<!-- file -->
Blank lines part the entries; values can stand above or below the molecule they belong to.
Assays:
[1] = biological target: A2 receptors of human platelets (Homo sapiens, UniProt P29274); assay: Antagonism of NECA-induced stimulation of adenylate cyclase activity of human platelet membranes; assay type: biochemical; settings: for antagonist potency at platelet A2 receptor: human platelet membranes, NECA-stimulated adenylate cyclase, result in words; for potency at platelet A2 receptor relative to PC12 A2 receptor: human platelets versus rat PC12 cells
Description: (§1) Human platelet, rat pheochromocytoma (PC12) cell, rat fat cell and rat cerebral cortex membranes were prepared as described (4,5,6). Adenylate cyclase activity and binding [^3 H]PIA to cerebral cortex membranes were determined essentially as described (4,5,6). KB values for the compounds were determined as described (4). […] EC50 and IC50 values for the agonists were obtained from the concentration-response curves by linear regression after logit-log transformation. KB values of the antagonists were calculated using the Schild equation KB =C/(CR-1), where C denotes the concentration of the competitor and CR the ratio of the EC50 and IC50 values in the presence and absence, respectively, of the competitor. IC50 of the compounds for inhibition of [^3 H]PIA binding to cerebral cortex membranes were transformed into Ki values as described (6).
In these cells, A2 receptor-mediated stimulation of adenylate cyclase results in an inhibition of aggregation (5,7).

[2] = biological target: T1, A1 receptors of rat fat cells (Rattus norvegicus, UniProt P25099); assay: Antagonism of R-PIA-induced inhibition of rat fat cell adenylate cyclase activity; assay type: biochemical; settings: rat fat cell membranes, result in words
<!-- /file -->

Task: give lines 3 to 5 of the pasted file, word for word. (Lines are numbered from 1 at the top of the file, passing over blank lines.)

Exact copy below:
[1] = biological target: A2 receptors of human platelets (Homo sapiens, UniProt P29274); assay: Antagonism of NECA-induced stimulation of adenylate cyclase activity of human platelet membranes; assay type: biochemical; settings: for antagonist potency at platelet A2 receptor: human platelet membranes, NECA-stimulated adenylate cyclase, result in words; for potency at platelet A2 receptor relative to PC12 A2 receptor: human platelets versus rat PC12 cells
Description: (§1) Human platelet, rat pheochromocytoma (PC12) cell, rat fat cell and rat cerebral cortex membranes were prepared as described (4,5,6). Adenylate cyclase activity and binding [^3 H]PIA to cerebral cortex membranes were determined essentially as described (4,5,6). KB values for the compounds were determined as described (4). […] EC50 and IC50 values for the agonists were obtained from the concentration-response curves by linear regression after logit-log transformation. KB values of the antagonists were calculated using the Schild equation KB =C/(CR-1), where C denotes the concentration of the competitor and CR the ratio of the EC50 and IC50 values in the presence and absence, respectively, of the competitor. IC50 of the compounds for inhibition of [^3 H]PIA binding to cerebral cortex membranes were transformed into Ki values as described (6).
In these cells, A2 receptor-mediated stimulation of adenylate cyclase results in an inhibition of aggregation (5,7).